Why do politicians cite others in political debates?
A functional analysis of reported speech in a Japanese political debate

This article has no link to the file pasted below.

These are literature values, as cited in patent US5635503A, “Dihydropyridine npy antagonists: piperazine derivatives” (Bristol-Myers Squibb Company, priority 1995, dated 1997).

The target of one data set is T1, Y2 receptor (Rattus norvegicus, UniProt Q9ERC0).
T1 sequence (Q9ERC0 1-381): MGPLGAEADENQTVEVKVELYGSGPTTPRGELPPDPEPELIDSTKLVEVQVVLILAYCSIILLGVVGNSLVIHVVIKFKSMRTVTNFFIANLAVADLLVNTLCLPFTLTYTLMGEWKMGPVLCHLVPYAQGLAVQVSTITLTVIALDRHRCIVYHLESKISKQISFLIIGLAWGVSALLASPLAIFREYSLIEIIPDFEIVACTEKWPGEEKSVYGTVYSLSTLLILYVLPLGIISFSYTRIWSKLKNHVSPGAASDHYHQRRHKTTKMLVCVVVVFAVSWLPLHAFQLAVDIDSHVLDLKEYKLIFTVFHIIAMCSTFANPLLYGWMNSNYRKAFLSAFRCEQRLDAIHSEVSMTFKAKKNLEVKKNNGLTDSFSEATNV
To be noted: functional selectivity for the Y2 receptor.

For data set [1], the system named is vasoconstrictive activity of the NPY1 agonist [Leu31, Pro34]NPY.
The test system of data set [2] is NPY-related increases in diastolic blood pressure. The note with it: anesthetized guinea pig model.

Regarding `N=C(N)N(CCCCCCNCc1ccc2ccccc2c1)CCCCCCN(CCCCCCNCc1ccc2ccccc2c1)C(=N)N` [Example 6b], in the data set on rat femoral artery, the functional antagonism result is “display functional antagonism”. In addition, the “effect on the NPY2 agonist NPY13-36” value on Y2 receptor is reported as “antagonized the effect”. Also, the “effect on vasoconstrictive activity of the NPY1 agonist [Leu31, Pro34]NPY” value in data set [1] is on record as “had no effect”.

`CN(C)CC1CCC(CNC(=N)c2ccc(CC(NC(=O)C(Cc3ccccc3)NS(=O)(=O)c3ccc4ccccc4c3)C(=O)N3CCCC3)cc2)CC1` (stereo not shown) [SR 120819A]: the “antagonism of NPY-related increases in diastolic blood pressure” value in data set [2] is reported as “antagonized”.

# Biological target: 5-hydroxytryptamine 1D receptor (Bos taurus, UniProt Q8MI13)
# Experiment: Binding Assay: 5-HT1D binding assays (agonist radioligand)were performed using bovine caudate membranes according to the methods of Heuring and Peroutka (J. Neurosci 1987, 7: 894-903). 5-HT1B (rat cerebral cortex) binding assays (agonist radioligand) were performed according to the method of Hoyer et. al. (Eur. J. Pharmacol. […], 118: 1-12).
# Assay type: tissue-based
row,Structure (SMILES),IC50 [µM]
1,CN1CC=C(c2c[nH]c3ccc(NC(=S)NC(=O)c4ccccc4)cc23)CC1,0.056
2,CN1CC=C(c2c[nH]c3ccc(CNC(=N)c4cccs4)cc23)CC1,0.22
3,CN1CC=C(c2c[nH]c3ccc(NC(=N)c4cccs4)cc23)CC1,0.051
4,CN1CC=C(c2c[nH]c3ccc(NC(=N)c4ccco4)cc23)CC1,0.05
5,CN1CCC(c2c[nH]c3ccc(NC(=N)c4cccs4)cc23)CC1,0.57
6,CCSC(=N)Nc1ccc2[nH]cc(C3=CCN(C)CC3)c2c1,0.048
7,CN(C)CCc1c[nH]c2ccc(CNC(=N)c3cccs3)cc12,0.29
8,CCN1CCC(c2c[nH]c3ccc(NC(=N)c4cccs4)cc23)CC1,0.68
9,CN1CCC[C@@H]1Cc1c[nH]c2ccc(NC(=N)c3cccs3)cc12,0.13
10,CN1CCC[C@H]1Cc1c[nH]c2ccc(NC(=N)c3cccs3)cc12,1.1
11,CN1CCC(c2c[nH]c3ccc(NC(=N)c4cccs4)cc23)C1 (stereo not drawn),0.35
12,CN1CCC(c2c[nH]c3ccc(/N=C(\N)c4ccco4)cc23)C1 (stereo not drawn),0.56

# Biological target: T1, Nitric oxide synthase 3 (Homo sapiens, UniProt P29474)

Politicians often quote opponents in political debates so as to highlight contradictions between the opponents’ prior statements and their current political actions, thus construing their political character negatively. From a dialogic perspective, reported speech, alternatively termed “extra-vocalisation”, can be defined as a tool used by speakers to deny alternative points of view and justify their own positions, while simultaneously positioning the audience in agreement with the speaker’s own views. Drawing on this notion of extra-vocalisation, the current study analyses a Japanese political debate to show how politicians use different types of voice to validate their own political ideologies and devalue opposing views. In doing so, the study also identifies the relevant linguistic resources of Japanese in order to show how dialogic positioning via extra-vocalisation is manifested in Japanese, and highlight the fact each language provides its own resources to convey such meanings.